LAS VEGAS (KLAS) — A teacher is no longer an employee for the Clark County School District after police said she abused a student. But could she end up in a classroom again?
The I-Team learned her criminal record was sealed and investigated how this happened.
Melody Carter was arrested for felony child abuse in June 2018. According to police, she struck a 5-year-old boy with special needs with a stick while she was a teacher at Harmon Elementary School.
The victim is JJ Wahrer, who is autistic and nonverbal. His parents learned about what happened to him from an arrest report.
“We found out that the abuse wasn’t just one time. It had been going on for a while,” said Joshua Wahrer, JJ’s father.
But now, the arrest will be kept a secret.
According to an official document, while Carter was out on bond, she was prohibited from teaching. One month later, she agreed to a plea deal on the terms that if she stayed out of trouble and went to anger management counseling, the felony child abuse charge would be dropped to a misdemeanor of disorderly conduct.
Court documents revealed her record was sealed less than a year later. In the eyes of the law, it’s like JJ’s abuse never happened.
Attorney Gregg Hubley represents JJ and his parents.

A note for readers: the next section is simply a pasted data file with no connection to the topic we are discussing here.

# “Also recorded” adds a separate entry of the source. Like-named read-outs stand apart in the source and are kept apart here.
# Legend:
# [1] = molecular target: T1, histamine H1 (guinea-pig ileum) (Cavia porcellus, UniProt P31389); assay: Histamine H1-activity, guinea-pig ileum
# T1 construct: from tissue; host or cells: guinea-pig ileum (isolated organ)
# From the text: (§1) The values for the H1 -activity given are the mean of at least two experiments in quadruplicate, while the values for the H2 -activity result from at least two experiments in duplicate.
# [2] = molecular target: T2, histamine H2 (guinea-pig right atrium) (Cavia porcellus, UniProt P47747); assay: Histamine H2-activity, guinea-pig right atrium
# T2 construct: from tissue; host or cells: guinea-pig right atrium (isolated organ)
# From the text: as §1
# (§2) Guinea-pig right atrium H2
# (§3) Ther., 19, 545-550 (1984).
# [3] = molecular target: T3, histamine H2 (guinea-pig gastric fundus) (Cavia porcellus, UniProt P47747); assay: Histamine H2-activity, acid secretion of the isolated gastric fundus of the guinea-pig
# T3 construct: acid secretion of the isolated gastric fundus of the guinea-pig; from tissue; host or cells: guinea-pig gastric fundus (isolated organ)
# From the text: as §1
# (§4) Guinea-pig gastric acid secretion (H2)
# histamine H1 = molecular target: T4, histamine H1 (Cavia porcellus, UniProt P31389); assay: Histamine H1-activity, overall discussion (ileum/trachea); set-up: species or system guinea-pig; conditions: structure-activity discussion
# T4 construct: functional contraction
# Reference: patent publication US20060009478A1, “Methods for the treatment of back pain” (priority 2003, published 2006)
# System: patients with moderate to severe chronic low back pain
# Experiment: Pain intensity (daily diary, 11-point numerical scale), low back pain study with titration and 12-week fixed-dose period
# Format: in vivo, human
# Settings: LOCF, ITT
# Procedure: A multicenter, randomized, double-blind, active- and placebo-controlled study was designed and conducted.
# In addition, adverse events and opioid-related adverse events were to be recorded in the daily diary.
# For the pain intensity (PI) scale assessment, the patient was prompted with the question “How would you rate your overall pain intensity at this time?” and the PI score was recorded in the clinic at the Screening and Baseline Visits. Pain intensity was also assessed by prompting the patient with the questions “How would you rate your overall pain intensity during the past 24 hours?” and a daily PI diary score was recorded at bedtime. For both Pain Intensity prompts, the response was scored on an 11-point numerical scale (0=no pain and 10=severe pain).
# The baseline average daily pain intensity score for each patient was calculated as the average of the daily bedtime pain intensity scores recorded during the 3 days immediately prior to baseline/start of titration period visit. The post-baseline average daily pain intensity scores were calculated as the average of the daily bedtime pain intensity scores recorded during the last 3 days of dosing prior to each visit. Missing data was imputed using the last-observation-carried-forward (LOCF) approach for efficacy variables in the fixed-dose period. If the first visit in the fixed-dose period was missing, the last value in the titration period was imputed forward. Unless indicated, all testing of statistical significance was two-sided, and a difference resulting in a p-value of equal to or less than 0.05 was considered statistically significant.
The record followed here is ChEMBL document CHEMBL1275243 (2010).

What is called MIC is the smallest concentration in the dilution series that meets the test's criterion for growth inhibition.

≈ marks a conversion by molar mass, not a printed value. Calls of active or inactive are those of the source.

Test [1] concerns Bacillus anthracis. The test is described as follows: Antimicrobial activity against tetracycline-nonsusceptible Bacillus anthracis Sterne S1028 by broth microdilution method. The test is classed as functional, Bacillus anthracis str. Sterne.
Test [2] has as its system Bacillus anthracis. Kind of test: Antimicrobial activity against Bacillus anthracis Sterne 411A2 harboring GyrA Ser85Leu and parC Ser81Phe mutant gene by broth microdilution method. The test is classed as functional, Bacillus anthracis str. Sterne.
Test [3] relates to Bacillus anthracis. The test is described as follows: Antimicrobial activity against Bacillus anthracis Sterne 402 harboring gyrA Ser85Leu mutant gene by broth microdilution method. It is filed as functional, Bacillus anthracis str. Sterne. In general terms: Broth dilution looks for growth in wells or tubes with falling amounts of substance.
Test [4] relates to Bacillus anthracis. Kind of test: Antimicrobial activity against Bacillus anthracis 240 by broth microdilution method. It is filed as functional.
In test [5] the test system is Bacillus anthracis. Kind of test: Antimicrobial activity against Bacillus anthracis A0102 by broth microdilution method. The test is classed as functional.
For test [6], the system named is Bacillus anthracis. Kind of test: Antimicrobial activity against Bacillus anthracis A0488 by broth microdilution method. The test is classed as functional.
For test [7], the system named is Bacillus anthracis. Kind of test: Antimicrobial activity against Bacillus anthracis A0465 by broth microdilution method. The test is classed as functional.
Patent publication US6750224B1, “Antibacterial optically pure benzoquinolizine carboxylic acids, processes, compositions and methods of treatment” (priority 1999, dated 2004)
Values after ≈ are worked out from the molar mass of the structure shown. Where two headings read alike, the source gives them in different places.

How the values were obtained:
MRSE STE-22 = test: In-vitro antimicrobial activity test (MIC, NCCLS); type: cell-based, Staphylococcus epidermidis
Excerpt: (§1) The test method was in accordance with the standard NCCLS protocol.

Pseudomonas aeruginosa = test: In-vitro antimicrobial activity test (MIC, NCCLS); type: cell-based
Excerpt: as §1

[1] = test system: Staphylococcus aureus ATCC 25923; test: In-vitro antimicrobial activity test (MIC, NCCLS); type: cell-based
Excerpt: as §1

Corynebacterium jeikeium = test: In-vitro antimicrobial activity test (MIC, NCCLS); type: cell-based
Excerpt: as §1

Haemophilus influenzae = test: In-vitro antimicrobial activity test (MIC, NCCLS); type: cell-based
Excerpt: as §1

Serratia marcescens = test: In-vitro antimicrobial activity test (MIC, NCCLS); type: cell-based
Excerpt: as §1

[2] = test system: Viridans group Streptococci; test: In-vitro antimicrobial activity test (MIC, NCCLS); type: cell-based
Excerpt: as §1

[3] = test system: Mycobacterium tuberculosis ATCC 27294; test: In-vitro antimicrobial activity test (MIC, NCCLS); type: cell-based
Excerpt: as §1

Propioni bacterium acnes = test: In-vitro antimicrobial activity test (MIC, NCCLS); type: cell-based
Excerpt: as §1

“My clients would have loved to have a voice in that process. Because frankly, what’s happened is insulting to them,” stated Hubley.
They’ve filed a civil lawsuit against Carter and CCSD for failing to protect JJ. Hubley said now, they refuse to provide information.
“Now, she put up this barrier to us, and the district has, as well, telling us, ‘no, you can’t have these documents, they were sealed’,” said Hubley.
According to a court document, Pro Tem Judge Holly Stoberski signed off on it, along with the Clark County District Attorney.
“I have no idea why the district attorney would have agreed,” Hubley said.
The Nevada state law for the sealing of court records is aimed at getting those convicted of crimes back in the job force. An employer may be less likely to hire someone with a criminal record.
The I-Team tracked down the statute, which reads in part, “a person may not petition the court to seal records related to the conviction of a crime against a child.”
Ultimately, Carter’s conviction was for disorderly conduct. She was originally charged with felony child abuse.
The I-Team also learned Carter still has a teaching license in Nevada.
We reached out to the Department of Education to find out how. A spokeswoman confirmed the department is aware of Carter’s arrest, and there were no regulations in place that would require action against a license in that situation.
Hubley is continuing the fight in court, “We’re not going away. We’re not going to give up.”
We contacted Carter through her attorney, who replied, “no comment.”
While she may be moving on, Hubley said JJ still suffers the consequences of her actions.
“The damaging impact of that is difficult to quantify, but they’ve seen it manifested in his behavior, and that’s what this is about,” stated Hubley. “This is what we’re doing here. We’re trying to get justice for JJ.”
He said money awarded in a lawsuit would go toward making sure JJ gets an education he deserves.
We reached out to the Justice Court and the District Attorney’s office, and neither was willing to comment.